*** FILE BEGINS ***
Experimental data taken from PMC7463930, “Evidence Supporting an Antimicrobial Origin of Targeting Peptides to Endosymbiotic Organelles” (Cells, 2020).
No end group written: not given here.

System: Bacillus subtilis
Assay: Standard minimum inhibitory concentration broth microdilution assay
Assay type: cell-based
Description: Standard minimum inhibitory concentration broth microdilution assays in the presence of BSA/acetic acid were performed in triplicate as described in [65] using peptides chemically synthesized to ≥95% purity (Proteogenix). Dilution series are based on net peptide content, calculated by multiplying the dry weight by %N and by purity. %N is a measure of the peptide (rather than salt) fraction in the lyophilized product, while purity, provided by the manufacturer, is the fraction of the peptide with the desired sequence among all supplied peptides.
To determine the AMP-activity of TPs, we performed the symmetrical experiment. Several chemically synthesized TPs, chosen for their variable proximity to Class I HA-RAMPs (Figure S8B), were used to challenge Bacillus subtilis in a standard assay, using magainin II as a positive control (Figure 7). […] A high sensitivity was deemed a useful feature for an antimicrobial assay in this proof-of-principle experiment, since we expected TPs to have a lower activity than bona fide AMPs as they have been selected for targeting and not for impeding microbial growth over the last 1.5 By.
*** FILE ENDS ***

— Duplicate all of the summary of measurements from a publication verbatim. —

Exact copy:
Experimental data taken from PMC7463930, “Evidence Supporting an Antimicrobial Origin of Targeting Peptides to Endosymbiotic Organelles” (Cells, 2020).
No end group written: not given here.

System: Bacillus subtilis
Assay: Standard minimum inhibitory concentration broth microdilution assay
Assay type: cell-based
Description: Standard minimum inhibitory concentration broth microdilution assays in the presence of BSA/acetic acid were performed in triplicate as described in [65] using peptides chemically synthesized to ≥95% purity (Proteogenix). Dilution series are based on net peptide content, calculated by multiplying the dry weight by %N and by purity. %N is a measure of the peptide (rather than salt) fraction in the lyophilized product, while purity, provided by the manufacturer, is the fraction of the peptide with the desired sequence among all supplied peptides.
To determine the AMP-activity of TPs, we performed the symmetrical experiment. Several chemically synthesized TPs, chosen for their variable proximity to Class I HA-RAMPs (Figure S8B), were used to challenge Bacillus subtilis in a standard assay, using magainin II as a positive control (Figure 7). […] A high sensitivity was deemed a useful feature for an antimicrobial assay in this proof-of-principle experiment, since we expected TPs to have a lower activity than bona fide AMPs as they have been selected for targeting and not for impeding microbial growth over the last 1.5 By.